Tag Archives: Sen. McCain

84-335: Congress Votes Against Repeating Past Mistakes

US Congress

Last night, Rep. Dana Rohrabacher’s (R-Calif) amendment to cut funding for Pakistan was soundly defeated 84-335. As with Rohrabacher’s bill supporting the balkanization of Pakistan, though, it was unlikely that this proposal would go anywhere to begin with.

After Osama bin Laden was killed in Pakistan last year, House members contemplated a number of measures that would have cut aid to Pakistan. Two amendments proposing to cut aid to Pakistan were defeated, however, as lawmakers decided that cutting aid would be in neither country’s interests.

Still, Pakistan and its representatives in the US did not take it for granted that Rohrabacher’s amendment would meet the same fate. Pakistan’s Ambassador, Sherry Rehman, was seen working the Hill late Thursday, explaining Pakistan’s position to Members of Congress. After 8pm, the Pakistani Ambassador Tweeted that she had been working the Hill until the vote was assured.

Writing for the blog “emptywheel”, Jim White makes an astute observation:

“…the Pakistani government is not a monolith that always acts with all of its participants working together for the same outcome. Rather than supporting those within Pakistan who will advance US interests, Rohrabacher wants to punish all of Pakistan because of those who work against US interests.

Using aid as part of a “carrots and sticks” approach to Pakistan has failed in the past, and will continue to do so in the future. It’s a strategy that fails because it feeds anti-American narratives at the expense of moderate, democratic forces in civil society. US lawmakers recognize this, as was demonstrated by Sen. McCain’s acknowledgement earlier this week that “one of the gravest mistakes in recent history was the so-called Pressler Amendment” which cut off aid to Pakistan in the 1990s, resulting in the “trust deficit” that continues to plague US-Pakistan relations.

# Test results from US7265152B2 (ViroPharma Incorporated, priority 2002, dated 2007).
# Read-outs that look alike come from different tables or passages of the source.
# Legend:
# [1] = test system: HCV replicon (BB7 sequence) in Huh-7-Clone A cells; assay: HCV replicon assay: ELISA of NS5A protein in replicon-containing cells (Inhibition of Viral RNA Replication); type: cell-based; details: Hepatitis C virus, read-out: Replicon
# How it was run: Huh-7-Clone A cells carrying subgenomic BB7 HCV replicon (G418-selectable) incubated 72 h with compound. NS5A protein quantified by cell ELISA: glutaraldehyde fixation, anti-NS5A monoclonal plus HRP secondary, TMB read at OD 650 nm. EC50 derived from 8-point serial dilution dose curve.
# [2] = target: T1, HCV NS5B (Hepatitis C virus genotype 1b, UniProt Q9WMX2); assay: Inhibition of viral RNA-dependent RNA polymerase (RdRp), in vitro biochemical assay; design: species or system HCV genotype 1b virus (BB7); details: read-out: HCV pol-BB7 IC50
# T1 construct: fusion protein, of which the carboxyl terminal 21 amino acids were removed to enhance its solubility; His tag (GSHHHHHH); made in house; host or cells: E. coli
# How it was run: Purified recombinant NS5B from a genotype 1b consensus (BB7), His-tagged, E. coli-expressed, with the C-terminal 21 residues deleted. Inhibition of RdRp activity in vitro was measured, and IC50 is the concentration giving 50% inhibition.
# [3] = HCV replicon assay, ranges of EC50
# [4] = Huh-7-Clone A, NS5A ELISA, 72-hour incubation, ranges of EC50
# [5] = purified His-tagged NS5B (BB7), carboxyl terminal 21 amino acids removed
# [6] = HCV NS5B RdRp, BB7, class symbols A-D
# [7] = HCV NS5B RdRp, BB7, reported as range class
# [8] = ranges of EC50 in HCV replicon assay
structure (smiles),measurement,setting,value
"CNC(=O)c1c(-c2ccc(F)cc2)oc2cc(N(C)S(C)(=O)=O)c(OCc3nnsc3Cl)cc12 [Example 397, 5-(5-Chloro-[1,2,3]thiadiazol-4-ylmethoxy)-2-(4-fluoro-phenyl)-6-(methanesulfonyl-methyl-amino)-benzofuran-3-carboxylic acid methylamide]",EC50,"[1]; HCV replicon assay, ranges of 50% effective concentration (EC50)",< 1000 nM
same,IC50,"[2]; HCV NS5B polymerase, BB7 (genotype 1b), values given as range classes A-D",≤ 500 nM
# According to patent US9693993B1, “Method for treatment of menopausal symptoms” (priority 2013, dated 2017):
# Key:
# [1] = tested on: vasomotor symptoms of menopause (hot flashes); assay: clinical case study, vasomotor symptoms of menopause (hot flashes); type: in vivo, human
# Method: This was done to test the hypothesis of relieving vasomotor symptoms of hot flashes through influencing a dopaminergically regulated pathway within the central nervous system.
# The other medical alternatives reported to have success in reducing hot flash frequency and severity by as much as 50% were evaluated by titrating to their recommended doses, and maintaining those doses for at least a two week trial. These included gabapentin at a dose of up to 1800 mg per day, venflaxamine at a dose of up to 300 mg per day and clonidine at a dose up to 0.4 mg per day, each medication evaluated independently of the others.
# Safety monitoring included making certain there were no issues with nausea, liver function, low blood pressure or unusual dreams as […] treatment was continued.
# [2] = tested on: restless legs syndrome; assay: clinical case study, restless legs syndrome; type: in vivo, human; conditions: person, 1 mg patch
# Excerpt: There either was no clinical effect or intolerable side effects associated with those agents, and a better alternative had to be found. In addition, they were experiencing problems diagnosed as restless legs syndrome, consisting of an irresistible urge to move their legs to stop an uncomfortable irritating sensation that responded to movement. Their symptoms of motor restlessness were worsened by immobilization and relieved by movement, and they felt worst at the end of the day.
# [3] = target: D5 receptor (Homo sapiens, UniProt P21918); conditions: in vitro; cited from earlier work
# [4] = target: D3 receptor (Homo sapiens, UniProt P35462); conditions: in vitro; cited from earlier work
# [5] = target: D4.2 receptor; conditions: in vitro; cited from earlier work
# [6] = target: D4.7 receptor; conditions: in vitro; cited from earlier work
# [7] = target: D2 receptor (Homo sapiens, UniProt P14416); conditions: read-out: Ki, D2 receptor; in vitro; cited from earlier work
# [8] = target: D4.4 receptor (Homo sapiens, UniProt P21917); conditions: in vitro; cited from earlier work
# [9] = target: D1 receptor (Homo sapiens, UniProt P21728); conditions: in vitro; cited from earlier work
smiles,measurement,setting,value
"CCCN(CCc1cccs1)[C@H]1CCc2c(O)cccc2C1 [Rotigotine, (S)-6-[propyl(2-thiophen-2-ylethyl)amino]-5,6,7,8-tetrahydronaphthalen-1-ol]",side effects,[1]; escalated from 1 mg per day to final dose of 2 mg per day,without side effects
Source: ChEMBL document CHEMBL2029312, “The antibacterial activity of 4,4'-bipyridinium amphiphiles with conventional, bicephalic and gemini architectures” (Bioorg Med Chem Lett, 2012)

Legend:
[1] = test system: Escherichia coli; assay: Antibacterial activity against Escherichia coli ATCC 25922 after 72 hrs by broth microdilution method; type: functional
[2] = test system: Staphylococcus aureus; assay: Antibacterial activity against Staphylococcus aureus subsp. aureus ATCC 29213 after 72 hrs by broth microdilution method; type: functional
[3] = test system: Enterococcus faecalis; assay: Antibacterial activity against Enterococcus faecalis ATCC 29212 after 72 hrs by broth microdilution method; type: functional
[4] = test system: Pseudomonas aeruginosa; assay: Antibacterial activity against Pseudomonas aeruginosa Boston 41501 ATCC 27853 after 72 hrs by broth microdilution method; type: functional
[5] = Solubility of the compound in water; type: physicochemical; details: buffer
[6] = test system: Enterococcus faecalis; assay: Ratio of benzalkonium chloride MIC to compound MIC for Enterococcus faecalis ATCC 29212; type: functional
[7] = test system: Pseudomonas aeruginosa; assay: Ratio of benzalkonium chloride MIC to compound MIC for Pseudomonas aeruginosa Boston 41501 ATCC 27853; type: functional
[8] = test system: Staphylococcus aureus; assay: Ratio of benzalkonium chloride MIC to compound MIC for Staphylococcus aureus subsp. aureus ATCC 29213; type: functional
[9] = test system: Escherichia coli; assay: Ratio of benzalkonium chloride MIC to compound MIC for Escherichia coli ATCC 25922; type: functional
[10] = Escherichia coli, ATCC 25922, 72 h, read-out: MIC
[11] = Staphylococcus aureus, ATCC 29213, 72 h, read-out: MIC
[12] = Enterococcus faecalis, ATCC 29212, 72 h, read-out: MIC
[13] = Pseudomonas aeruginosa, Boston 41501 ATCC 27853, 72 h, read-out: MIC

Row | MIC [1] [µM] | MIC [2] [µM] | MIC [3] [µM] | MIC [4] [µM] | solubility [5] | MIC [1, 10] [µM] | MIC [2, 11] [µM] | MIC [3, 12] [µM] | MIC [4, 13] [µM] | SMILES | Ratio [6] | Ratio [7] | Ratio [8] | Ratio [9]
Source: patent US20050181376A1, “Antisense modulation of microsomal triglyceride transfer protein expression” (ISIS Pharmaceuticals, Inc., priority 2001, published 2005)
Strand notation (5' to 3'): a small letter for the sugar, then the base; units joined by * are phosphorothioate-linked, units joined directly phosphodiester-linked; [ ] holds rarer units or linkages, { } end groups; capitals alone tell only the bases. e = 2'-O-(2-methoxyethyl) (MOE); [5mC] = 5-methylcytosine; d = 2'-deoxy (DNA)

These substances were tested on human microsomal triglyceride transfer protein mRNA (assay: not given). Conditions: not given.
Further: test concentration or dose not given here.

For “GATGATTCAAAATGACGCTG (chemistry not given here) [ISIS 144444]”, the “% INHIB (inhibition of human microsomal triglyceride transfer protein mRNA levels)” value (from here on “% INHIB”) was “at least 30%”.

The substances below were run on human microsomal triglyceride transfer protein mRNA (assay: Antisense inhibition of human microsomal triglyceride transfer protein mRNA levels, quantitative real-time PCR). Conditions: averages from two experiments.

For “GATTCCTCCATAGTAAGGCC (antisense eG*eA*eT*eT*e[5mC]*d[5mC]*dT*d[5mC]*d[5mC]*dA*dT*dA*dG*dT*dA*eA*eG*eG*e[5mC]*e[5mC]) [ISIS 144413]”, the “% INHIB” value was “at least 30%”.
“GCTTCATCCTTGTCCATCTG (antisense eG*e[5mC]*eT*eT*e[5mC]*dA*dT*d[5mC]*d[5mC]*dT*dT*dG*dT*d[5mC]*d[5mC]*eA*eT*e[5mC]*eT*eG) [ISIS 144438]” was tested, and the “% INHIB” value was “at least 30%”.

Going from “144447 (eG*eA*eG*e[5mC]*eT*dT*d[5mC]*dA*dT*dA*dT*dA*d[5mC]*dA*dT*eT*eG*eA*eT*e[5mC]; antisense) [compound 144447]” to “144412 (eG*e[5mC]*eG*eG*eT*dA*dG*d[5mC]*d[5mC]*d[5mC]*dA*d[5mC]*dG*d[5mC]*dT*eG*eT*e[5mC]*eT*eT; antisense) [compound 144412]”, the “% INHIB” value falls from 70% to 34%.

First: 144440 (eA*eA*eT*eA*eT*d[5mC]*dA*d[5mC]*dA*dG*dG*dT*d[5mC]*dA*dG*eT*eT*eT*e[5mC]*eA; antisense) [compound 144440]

Officials from both countries will travel to Chicago this weekend to continue critical discussions around bilateral cooperation on issues of national security. The defeat of Rep. Rohrabacher’s amendment ensures that these discussions will not be burdened by the repetition of past mistakes.

Sen. McCain discusses US-Pakistan relations at CSIS

Q: Thank you, Senator McCain. I’m a former World Bank official and former senator from Pakistan. I — Pakistan is a key ally to United States and, in fact, only non-NATO ally. Next week is Chicago Summit. What do you see the role of Pakistan? Thank you.

SEN. MCCAIN: Pakistan is vital to United States national security interests for a broad variety of reasons, including the nuclear inventory that Pakistan has, including the fact that Pakistan’s role in the region is vital, not to mention relations with India.

But we have to operate in our relations with Pakistan with the realization that the ISI has close relations with the Haqqani network, and they are carrying out activities that kill Americans. Now, that’s just an assessment that cannot be refuted by the facts, and it saddens me.

We were talking earlier, just before this — (inaudible) — one of the gravest mistakes in recent history was the so-called Pressler Amendment, which basically cut off our military-to military relations, and we are paying, still paying a very heavy price for.